- Meretyk S, Gofrit ON, Gafni O, et al. Complete staghorn calculi: random prospective comparison between extracorporeal shock wave lithotripsy monotherapy and combined with percutaneous nephrostolithotomy. J Urol 1997; 157:780.
- Desai M, Jain P, Ganpule A, et al. Developments in technique and technology: the effect on the results of percutaneous nephrolithotomy for staghorn calculi. BJU Int 2009; 104:542.
- Preminger GM. High burden and complex renal calculi: aggressive percutaneous nephrolithotomy versus multi-modal approaches. Arch Ital Urol Androl 2010; 82:37.
- Beck EM, Riehle RA Jr. The fate of residual fragments after extracorporeal shock wave lithotripsy monotherapy of infection stones. J Urol 1991; 145:6.
- Segura JW. Surgical management of urinary calculi. Semin Nephrol 1990; 10:53.
- Pode D, Lenkovsky Z, Shapiro A, Pfau A. Can extracorporeal shock wave lithotripsy eradicate persistent urinary infection associated with infected stones? J Urol 1988; 140:257.
- Cicerello E, Merlo F, Gambaro G, et al. Effect of alkaline citrate therapy on clearance of residual renal stone fragments after extracorporeal shock wave lithotripsy in sterile calcium and infection nephrolithiasis patients. J Urol 1994; 151:5.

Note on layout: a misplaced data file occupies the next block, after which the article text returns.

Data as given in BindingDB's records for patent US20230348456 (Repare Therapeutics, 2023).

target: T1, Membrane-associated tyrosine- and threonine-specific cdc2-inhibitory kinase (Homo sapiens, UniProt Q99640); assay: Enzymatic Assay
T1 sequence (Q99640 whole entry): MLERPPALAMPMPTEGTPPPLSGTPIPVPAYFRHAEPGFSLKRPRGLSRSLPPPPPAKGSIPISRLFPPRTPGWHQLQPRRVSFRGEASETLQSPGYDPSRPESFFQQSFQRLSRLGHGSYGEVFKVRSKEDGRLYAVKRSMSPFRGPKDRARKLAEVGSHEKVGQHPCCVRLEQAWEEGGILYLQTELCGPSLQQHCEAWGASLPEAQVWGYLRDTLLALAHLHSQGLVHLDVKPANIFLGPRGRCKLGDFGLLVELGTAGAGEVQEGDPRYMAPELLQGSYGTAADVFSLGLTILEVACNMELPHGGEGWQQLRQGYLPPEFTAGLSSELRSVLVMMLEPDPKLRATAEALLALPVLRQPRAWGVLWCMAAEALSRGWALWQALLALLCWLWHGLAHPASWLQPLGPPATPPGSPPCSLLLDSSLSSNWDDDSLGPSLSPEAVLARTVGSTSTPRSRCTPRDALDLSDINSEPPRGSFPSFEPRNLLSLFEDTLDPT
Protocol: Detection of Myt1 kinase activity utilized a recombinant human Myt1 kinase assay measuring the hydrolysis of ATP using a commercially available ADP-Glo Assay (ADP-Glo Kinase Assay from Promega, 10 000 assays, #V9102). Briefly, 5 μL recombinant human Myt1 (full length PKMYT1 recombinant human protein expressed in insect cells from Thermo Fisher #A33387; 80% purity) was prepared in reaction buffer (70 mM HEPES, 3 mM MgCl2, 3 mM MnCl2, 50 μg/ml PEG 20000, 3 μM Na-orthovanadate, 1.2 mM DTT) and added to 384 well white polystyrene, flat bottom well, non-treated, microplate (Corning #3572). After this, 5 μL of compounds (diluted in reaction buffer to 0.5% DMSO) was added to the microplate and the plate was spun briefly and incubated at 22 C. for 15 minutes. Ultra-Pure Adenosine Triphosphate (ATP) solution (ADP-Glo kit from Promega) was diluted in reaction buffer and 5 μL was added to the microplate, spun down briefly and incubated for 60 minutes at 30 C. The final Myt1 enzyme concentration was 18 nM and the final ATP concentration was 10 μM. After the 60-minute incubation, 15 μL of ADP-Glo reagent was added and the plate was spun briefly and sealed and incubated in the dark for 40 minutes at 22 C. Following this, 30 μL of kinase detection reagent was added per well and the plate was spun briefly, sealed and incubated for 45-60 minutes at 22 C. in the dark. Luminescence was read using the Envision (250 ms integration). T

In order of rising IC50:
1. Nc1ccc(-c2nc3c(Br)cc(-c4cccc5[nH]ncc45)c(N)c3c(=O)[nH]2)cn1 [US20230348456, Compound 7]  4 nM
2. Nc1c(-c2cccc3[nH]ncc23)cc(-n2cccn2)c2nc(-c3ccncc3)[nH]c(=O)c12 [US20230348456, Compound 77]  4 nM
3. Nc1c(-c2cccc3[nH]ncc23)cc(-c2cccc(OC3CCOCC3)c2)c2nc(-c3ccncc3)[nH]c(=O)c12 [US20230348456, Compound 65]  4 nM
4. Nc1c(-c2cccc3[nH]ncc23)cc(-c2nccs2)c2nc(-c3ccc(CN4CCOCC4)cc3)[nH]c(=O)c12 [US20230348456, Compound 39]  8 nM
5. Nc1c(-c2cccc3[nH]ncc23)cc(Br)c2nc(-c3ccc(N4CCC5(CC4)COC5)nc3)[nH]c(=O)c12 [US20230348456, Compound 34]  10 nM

- Cicerello E, Merlo F, Maccatrozzo L, et al. Urolithiasis 2000, Rodgers AL, Hibbert BE, Hess B, et al (Eds), University of Cape Town, Cape Town, South Africa 2000. p.592.
- Kang DE, Maloney MM, Haleblian GE, et al. Effect of medical management on recurrent stone formation following percutaneous nephrolithotomy. J Urol 2007; 177:1785.
- Srivastava A, Singh KJ, Suri A, et al. Vascular complications after percutaneous nephrolithotomy: are there any predictive factors? Urology 2005; 66:38.
- Limitations of the data
- TREATMENT OPTIONS
- Medical therapy alone
- Open surgery
- Percutaneous nephrolithotomy
- Shock-wave lithotripsy
- Combination of PNL and SWL
- Adjunctive procedures
- Post-procedure monitoring
- Stone-free rate
- - Residual stone fragments
- Repeat procedures
- Acute complications of surgical methods
- Long-term complications
- SOCIETY GUIDELINE LINKS
- SUMMARY AND RECOMMENDATIONS